Teaching Effectiveness Using Sensory Learning Styles.
AEJNE Volume 4 - No.2 March, 1999.
Audree Reynolds, PhD, RN, FNP-C
Thomas Beeman, PhD RN
The authors of this manuscript are on the nursing faculty at the College ofNursing & Health Sciences, The University of Texas at El Paso, El Paso,Texas, USA. If you would like to reply to either author, our emailaddresses are <firstname.lastname@example.org> and <email@example.com>. We would appreciate you feedback and comments.
Teaching is integral to the role of the nurse regardless of the practice setting. However, in the formal role of educator, teaching becomes the primary responsibility. It is the nurse educator's responsibility to teach and facilitate student learning as easily and quickly as possible. In like manner, a match between teaching strategies and student's learning style or sensory mode for processing information, learning is efficient and effective. With this premise in mind, two professors at the University of Texas at El Paso, USA, set out to discover if students' preferred sensory mode for processing information could be determined by observing eye movement cues that are described in psychology and general education literature. It is anticipated that the ability to identify eye movement cues will assist the nurse educator to more effectively adapt teaching trategies to match students' preferred sensory modes for processing information. Teaching and learning could then be more time efficient, meaningful and effective.
Research and literature supporting the preferred learning style of individuals vary. It is commonly agreed that all persons process information for the intent of learning in different ways. Dunn (1990) states that regardless of learning style, all individuals can learn when instructional methods complement or are congruent with a learning style. Also, every person has a preferred learning style and strengths that, when complemented with a matching teaching style, will result in maximum learning. Kinsbourne (1972), Bandler & Grinder (1972, 1979), Hugdahl & Carlgren (1981), Wertheim, Habib & Cummings (1986), Genaro & Violani (1988) and Bergstrom & Kiscock (1988) found that eye movements were related to cognition or information processing. In addition, Kirby, Moore & Scholfield (1988) found that visual learning styles can be assessed and that eye movements indicate sense is used while processing information.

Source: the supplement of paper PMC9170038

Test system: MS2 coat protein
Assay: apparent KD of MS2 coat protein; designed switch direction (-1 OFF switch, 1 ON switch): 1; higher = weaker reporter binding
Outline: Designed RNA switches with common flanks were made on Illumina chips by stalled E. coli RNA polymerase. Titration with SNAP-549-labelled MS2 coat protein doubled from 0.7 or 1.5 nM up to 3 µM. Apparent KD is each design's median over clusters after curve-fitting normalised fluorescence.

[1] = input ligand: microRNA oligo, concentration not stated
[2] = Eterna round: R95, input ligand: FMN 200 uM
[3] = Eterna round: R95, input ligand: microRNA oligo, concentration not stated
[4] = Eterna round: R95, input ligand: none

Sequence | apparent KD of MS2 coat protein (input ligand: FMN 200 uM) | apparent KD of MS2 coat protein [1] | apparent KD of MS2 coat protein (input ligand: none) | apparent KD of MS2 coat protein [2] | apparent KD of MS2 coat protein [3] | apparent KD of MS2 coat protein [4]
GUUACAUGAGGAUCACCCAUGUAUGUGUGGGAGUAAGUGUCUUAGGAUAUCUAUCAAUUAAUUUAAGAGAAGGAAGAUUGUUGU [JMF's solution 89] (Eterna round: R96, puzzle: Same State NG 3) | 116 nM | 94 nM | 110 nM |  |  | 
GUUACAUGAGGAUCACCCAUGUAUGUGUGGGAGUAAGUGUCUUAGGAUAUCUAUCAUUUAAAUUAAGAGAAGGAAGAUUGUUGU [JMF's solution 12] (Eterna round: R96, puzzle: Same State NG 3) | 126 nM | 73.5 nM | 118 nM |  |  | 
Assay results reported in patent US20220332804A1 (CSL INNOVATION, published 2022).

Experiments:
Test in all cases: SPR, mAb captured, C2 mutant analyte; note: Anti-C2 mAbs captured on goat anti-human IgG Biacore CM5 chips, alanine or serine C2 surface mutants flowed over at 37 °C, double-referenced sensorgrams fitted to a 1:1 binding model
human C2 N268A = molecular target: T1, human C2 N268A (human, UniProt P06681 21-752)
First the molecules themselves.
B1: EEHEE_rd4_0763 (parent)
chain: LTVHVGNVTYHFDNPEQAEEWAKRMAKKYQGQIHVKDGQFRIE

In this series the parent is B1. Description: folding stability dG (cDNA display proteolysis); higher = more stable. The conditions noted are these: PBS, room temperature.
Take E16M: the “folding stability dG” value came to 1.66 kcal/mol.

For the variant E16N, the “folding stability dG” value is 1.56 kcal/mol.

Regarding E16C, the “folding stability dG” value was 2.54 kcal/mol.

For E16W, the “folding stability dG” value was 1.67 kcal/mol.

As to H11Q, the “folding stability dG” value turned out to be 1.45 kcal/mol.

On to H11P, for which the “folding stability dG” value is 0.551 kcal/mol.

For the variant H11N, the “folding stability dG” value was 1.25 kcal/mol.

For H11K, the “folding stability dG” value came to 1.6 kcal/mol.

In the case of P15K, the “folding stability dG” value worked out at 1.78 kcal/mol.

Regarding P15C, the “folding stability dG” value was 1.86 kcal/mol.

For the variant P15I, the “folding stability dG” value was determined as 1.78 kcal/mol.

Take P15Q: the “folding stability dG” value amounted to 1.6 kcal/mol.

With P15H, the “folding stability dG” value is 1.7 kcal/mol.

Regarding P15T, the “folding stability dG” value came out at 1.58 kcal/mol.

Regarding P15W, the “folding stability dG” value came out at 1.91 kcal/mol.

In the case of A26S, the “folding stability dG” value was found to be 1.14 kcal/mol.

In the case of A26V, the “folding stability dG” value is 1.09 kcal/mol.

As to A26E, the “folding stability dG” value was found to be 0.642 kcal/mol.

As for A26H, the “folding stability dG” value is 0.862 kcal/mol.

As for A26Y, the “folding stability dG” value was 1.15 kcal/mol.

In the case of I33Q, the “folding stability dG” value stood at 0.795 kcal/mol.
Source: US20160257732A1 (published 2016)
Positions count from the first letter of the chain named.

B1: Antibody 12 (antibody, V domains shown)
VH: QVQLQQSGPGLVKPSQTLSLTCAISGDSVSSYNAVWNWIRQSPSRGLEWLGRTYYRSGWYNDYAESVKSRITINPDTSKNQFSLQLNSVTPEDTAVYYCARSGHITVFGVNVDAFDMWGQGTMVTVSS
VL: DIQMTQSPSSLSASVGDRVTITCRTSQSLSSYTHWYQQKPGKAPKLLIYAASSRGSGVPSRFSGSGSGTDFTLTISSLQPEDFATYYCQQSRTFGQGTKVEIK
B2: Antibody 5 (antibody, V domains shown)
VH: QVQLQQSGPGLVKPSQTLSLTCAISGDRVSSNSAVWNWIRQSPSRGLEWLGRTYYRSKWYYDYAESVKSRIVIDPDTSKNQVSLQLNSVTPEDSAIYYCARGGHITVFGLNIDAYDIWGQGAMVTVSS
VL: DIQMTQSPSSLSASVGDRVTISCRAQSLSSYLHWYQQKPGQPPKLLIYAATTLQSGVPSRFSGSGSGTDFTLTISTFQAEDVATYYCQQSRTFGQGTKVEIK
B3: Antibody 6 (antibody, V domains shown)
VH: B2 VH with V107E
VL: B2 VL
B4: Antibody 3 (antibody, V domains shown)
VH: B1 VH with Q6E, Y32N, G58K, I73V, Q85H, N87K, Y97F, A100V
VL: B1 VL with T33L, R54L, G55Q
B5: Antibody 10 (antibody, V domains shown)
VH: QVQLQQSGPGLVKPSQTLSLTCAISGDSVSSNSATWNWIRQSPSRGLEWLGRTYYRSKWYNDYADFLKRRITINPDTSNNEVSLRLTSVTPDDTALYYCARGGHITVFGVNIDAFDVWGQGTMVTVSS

Fifty senior nursing students in a baccalaureate nursing program volunteered for the study of eye movement cues. Each student participated in video taped interview consisting of 12 open ended questions designed by the researchers to elicit thought provoking and reflective responses. Each interview lasted about 20 minutes. Three patterns of eye movements were assessed in this study. These cues were associated with visual, auditory and kinesthetic information processing preferences. Movements of the eyes with the pupils focusing toward the upward and either outward field; e.g. looking at the ceiling, reflect the visual preference. Pupil movement toward a downward position; e.g. looking at the floor, indicates the kinesthetic preference (Brooks, 1989). The prevailing eye movement cue(s) exhibited by each participant were identified and grouped as a predominant eye movement cue (visula, auditory or kinesthetic) or as a combination of two eye movement cues (visula kinesthetic, auditory kinesthetic or auditory visual). Specific hand and head movements associated with specific eye movements are also described in the literature (Brooks, 1989). For example, touching eyebrows or the face around the eyes while looking upward, reinforces the visual preference. Touching or pulling on the ears or twirling strands of hair adjacent to the ears while turning the head to either side reinforces the auditory preference. Scatching the nap of the neck or the top of the head with the head flexed in a downward position is associated with the kinesthetic preference. While these associated body movements were not specifically examined in this study, they were observed in several subjects during the interview.